The best part of my job!

Today, I took my students to the media center for orientation and to check out books.  I know this sounds boring and routine to most, but to me these are my favorite days.  Why you might ask?  On these days I get to have conversations with my students and help them develop a love of reading.  As I was trying to help my students select books today, one of my students wanted to know how I knew so much about where books were in our media center, who wrote the books, and what the books were about.  My simple reply, "It's my job!"  I believe that in order to be an effective middle level language arts teachers that I must be an avid reader of young adult literature.  When I am able to put a book in a student's hands I make a personal connection with that student and I move that student one step closer to developing a lifelong love of reading.

In case you need a starting point on your own journey of being a lifelong reader and developing lifelong readers, I would suggest the following young adult novels.

Gated by Amy Christine Parker
The Ghost of Graylock by Dan Poblocki
Girl Stolen by April Henry
Battle of Jericho by Sharon Draper
Prisoner B-3087 by Alan Gratz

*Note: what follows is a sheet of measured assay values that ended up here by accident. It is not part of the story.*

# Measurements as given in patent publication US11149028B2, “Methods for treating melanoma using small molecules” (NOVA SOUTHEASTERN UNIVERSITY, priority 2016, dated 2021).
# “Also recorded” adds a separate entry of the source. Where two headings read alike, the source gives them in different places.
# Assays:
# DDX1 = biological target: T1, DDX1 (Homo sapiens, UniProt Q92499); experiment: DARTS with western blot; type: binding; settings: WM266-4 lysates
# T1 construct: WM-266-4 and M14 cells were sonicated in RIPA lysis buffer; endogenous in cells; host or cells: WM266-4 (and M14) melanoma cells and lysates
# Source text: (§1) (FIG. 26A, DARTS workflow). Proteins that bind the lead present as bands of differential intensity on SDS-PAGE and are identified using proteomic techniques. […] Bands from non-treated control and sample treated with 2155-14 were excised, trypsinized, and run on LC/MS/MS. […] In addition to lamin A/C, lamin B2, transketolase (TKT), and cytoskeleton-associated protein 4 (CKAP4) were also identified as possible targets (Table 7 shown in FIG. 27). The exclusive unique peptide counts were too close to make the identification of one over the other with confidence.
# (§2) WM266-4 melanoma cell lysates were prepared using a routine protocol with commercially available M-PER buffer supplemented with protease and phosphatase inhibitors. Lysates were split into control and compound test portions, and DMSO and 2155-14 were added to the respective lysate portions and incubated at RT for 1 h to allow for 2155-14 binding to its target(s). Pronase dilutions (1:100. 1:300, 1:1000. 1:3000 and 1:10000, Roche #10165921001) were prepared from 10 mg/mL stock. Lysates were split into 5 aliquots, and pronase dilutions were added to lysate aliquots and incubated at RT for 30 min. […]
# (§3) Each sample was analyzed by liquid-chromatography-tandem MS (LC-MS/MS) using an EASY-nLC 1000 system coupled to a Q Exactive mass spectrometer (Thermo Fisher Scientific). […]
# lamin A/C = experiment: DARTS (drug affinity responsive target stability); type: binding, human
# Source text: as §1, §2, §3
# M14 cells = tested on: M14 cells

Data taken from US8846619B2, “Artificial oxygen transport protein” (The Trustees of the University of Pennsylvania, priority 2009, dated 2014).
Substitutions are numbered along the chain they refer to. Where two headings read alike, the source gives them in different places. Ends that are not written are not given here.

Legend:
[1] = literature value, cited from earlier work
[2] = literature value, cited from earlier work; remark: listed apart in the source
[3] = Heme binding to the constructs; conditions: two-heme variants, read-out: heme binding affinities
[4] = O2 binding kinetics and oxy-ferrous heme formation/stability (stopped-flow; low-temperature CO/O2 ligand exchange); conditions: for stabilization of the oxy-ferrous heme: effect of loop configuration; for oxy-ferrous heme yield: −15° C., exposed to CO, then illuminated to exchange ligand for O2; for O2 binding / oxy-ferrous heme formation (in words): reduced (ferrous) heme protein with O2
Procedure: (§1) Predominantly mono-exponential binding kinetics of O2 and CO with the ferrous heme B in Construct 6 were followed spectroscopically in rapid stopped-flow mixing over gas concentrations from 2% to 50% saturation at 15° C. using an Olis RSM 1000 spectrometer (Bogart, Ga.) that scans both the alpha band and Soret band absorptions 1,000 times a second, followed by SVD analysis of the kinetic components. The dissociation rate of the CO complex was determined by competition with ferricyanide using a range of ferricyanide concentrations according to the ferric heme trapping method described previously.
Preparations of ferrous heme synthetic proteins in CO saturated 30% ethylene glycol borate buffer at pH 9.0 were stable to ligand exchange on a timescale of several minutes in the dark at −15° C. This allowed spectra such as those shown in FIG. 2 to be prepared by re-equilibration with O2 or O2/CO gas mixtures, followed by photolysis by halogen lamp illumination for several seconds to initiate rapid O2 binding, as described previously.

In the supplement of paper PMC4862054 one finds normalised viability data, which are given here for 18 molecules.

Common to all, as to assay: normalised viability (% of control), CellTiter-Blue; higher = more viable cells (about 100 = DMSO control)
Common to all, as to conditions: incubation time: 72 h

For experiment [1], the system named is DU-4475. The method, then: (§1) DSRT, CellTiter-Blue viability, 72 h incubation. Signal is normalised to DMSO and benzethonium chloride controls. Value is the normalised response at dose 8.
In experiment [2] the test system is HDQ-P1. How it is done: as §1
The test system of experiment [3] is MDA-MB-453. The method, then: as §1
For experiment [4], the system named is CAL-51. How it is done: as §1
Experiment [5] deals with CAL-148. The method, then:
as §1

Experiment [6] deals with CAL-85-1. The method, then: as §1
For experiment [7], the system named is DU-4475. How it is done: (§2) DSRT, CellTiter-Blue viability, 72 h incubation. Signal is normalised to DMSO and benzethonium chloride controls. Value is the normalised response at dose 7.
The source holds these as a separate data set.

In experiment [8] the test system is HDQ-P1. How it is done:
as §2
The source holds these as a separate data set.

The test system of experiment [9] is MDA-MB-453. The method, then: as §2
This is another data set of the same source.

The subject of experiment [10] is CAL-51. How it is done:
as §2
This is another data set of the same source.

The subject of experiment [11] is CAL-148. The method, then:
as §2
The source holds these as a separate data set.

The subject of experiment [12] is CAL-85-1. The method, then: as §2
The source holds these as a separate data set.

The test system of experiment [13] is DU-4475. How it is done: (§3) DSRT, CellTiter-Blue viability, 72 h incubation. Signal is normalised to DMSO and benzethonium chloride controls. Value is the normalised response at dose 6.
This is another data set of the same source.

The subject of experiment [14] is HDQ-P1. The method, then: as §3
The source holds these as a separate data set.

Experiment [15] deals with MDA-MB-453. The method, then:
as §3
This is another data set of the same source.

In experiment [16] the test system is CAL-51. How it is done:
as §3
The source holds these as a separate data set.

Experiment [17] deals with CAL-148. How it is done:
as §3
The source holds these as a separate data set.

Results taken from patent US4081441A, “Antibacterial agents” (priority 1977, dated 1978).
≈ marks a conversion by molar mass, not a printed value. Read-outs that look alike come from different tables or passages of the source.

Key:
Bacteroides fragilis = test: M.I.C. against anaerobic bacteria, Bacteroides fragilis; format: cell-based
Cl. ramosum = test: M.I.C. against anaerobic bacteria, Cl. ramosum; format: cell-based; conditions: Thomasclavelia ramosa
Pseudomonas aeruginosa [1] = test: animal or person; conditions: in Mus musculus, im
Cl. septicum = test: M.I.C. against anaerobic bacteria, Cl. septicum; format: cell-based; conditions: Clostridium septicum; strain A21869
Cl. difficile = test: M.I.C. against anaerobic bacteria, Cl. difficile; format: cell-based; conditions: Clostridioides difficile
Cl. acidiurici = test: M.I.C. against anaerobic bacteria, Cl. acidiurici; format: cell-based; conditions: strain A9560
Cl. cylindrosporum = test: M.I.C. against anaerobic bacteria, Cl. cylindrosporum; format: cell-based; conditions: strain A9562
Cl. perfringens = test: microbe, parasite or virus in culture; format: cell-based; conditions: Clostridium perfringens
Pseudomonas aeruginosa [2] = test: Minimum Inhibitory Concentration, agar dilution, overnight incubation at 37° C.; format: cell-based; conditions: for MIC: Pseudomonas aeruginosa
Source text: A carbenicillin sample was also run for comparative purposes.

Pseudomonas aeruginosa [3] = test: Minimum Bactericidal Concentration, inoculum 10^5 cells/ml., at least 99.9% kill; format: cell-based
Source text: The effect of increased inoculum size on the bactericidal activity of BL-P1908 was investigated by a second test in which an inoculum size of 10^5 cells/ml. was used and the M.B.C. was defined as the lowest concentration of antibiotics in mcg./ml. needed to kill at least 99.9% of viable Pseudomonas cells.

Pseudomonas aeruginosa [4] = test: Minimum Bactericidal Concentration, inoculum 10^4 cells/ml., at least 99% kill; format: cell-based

Zebra Forest by Adina Rishe Gewirtz
The Distance Between Us by Kasie West
My Life Next Door by Huntley Fitzpatrick
Variant by Robison Wells
Imperfect Spiral by Debbie Levy
Backlash by Sarah Darer Littman

Monday, August 24, 2015

Snowball fights

Over the weekend my students had homework.  Yeah, I know I am the "mean teacher" that gave homework on the weekend and worst of all it was after the first week of school.  For homework my students had to write one level three question based on their notes.  As the students came in today each student wrote their level three question on a sheet of paper and balled the paper up to make a "snowball".  I then gave the students the guidelines for the "Snowball fight".  The guidelines were as follows:

  1. Do not aim for anyone's head.
  2. You do not need to see how hard you can throw.
  3. You do not throw until the music starts.
  4. As soon as the music stops you need to stop throwing, find a "snowball" and quietly report to your seat.